Dickens was in Boulogne, in 1853, from the middle of June to the end of September, and for the next three months, as we have seen, was in Switzerland and Italy. In the following year he went again to Boulogne in June, and stayed, after finishing Hard Times, until far into October. In February of 1855 he was for a fortnight in Paris with Mr. Wilkie Collins; not taking up his more prolonged residence there until the winter. From November 1855 to the end of April 1856 he made the French capital his home, working at Little Dorrit during all those months. Then, after a month’s interval in Dover and London, he took up his third summer residence in Boulogne, whither his younger children had gone direct from Paris; and stayed until September, finishing Little Dorrit in London in the spring of 1857.

Besides the graver work which Mr. Wilkie Collins and himself were busy with, in these months, and by which Household Words mainly was to profit, some lighter matters occupied the leisure of both. There were to be, at Christmas, theatricals again at Tavistock House; in which the children, with the help of their father and other friends, were to follow up the success of the Lighthouse by again acquitting themselves as grown-up actors; and Mr. Collins was busy preparing for them a new drama to be called The Frozen Deep, while Dickens was sketching a farce for Mr. Lemon to fill in. But this pleasant employment had sudden and sad interruption.

An epidemic broke out in the town, affecting the children of several families known to Dickens, among them that of his friend Mr. Gilbert A’Beckett; who, upon arriving from Paris, and finding a favourite little son stricken dangerously, sank himself under an illness from which he had been suffering, and died two days after the boy. “He had for three days shown symptoms of rallying, and we had some hope of his recovery; but he sank and died, and never even knew that the child had gone before him. A sad, sad story.” Dickens meanwhile had sent his own children home with his wife, and the rest soon followed. Poor M. Beaucourt was inconsolable. “The desolation of the place is wretched. When Mamey and Katey went, Beaucourt came in and wept. He really is almost broken-hearted about it. He had planted all manner of flowers for next month, and had thrown down the spade and left off weeding the garden, so that it looks something like a dreary bird-cage with all manner of grasses and chickweeds sticking through the bars and lying in the sand. ‘Such a loss too,’ he says, ‘for Monsieur Dickens!’ Then he looks in at the kitchen window (which seems to be his only relief), and sighs himself up the hill home.”

That was at the close of February. In October, Dickens’s longer residence began. He betook himself with his family, after two unsuccessful attempts in the new region of the Rue Balzac and Rue Lord Byron, to an apartment in the Avenue des Champs Elysees. …Nor may I omit to state the enjoyment afforded him, not only by the presence in Paris during the winter of Mr. Wilkie Collins and of Mr. and Mrs. White of Bonchurch, but by the many friends from England whom the Art Exposition brought over.


“I was better pleased with Gadshill Place last Saturday,” he wrote to me from Paris on the 13th of February 1856, “on going down there, even than I had prepared myself to be. The country, against every disadvantage of season, is beautiful; and the house is so old-fashioned, cheerful, and comfortable, that it is really pleasant to look at. The good old Rector now there, has lived in it six and twenty years, so I have not the heart to turn him out. He is to remain till Lady-Day next year, when I shall go in, please God; make my alterations; furnish the house; and keep it for myself that summer.” Returning to England through the Kentish country with Mr. Wilkie Collins in July, other advantages occurred to him. “A railroad opened from Rochester to Maidstone, which connects Gadshill at once with the whole sea coast, is certainly an addition to the place, and an enhancement of its value. Bye and bye we shall have the London, Chatham and Dover, too; and that will bring it within an hour of Canterbury and an hour and a half of Dover. I am glad to hear of your having been in the neighbourhood. There is no healthier (marshes avoided), and none in my eyes more beautiful. One of these days I shall show you some places up the Medway with which you will be charmed.”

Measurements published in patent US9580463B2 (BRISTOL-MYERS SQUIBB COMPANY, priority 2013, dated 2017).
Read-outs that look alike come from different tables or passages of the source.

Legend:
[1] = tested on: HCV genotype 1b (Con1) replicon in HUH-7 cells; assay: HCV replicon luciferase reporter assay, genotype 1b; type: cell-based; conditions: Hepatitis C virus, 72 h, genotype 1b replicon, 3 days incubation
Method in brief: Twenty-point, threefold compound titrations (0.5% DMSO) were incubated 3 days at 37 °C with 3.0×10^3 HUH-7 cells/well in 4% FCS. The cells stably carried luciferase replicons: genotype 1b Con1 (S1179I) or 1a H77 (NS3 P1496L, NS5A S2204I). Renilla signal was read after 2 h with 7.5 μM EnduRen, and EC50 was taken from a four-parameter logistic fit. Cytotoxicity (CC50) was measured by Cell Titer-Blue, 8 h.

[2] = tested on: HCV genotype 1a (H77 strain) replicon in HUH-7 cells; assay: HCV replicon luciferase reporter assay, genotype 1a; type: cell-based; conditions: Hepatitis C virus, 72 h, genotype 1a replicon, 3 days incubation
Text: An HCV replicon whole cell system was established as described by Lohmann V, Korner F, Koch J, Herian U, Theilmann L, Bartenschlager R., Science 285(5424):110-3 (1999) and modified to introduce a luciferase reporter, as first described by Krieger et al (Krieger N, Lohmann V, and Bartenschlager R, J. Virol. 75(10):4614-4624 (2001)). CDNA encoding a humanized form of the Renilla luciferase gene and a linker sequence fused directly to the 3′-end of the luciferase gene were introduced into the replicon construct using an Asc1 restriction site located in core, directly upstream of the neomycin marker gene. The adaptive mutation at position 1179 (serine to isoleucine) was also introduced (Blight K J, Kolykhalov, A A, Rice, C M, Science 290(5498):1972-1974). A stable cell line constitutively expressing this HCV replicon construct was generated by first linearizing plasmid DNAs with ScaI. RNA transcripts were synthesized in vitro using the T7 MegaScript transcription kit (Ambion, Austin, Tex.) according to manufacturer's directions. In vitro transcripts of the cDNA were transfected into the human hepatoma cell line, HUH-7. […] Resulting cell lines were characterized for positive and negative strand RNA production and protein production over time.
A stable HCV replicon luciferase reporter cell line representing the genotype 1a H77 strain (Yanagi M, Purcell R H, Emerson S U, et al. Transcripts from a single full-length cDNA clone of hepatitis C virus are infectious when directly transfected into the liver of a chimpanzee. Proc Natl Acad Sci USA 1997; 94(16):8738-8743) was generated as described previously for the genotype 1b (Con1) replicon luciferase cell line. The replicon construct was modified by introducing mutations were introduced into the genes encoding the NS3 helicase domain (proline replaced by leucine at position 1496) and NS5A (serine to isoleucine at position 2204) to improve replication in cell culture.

Writing previously of the papers in Household Words called “The Lazy Tour of Two Idle Apprentices,” after saying that he and Mr. Wilkie Collins had written together a story in the second part, “in which I think you would find it very difficult to say where I leave off and he comes in,” he had said of the preceding descriptions: “Some of my own tickle me very much; but that may be in great part because I know the originals, and delight in their fantastic fidelity.”


Dickens’s next story to Little Dorrit was A Tale of Two Cities, of which the first notion occurred to him while acting with his friends and his children in the summer of 1857 in Mr. Wilkie Collins’s drama of The Frozen Deep. But it was only a vague fancy, and the sadness and trouble of the winter of that year were not favourable to it.


There were two more Christmas pieces before he made his last visit to America: Barbox Brothers with The Boy at Mugby Station, and No Thoroughfare: the last a joint piece of work with Mr. Wilkie Collins, who during Dickens’s absence in the States transformed it into a play for Mr. Fechter, with a view to which it had been planned originally.

From John Forster Life of Charles Dickens London 1872